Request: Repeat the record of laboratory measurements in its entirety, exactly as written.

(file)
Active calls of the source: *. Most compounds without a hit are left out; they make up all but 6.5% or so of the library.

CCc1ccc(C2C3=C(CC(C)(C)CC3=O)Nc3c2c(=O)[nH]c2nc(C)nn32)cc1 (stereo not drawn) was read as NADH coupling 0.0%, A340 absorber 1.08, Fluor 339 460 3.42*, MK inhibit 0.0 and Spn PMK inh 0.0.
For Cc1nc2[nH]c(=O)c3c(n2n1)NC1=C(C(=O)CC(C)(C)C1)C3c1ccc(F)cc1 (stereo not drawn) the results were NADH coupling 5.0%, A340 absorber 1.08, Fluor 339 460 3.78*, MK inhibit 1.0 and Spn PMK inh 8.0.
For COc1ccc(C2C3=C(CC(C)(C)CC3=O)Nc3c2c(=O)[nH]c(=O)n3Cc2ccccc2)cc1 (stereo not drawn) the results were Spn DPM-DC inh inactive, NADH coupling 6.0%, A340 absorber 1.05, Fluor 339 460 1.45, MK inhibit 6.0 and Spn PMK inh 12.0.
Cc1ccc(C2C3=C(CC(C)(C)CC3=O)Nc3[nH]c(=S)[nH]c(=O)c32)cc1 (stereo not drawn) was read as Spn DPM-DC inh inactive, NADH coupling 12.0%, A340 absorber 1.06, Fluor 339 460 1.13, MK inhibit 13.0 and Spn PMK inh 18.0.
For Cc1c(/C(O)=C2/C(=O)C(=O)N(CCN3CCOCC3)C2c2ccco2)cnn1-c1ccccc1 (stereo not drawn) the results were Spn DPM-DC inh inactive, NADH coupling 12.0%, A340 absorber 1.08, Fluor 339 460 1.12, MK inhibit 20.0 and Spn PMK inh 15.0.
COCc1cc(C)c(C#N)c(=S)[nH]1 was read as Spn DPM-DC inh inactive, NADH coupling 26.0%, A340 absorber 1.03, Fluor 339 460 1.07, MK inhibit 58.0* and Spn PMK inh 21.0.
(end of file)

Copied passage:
Active calls of the source: *. Most compounds without a hit are left out; they make up all but 6.5% or so of the library.

CCc1ccc(C2C3=C(CC(C)(C)CC3=O)Nc3c2c(=O)[nH]c2nc(C)nn32)cc1 (stereo not drawn) was read as NADH coupling 0.0%, A340 absorber 1.08, Fluor 339 460 3.42*, MK inhibit 0.0 and Spn PMK inh 0.0.
For Cc1nc2[nH]c(=O)c3c(n2n1)NC1=C(C(=O)CC(C)(C)C1)C3c1ccc(F)cc1 (stereo not drawn) the results were NADH coupling 5.0%, A340 absorber 1.08, Fluor 339 460 3.78*, MK inhibit 1.0 and Spn PMK inh 8.0.
For COc1ccc(C2C3=C(CC(C)(C)CC3=O)Nc3c2c(=O)[nH]c(=O)n3Cc2ccccc2)cc1 (stereo not drawn) the results were Spn DPM-DC inh inactive, NADH coupling 6.0%, A340 absorber 1.05, Fluor 339 460 1.45, MK inhibit 6.0 and Spn PMK inh 12.0.
Cc1ccc(C2C3=C(CC(C)(C)CC3=O)Nc3[nH]c(=S)[nH]c(=O)c32)cc1 (stereo not drawn) was read as Spn DPM-DC inh inactive, NADH coupling 12.0%, A340 absorber 1.06, Fluor 339 460 1.13, MK inhibit 13.0 and Spn PMK inh 18.0.
For Cc1c(/C(O)=C2/C(=O)C(=O)N(CCN3CCOCC3)C2c2ccco2)cnn1-c1ccccc1 (stereo not drawn) the results were Spn DPM-DC inh inactive, NADH coupling 12.0%, A340 absorber 1.08, Fluor 339 460 1.12, MK inhibit 20.0 and Spn PMK inh 15.0.
COCc1cc(C)c(C#N)c(=S)[nH]1 was read as Spn DPM-DC inh inactive, NADH coupling 26.0%, A340 absorber 1.03, Fluor 339 460 1.07, MK inhibit 58.0* and Spn PMK inh 21.0.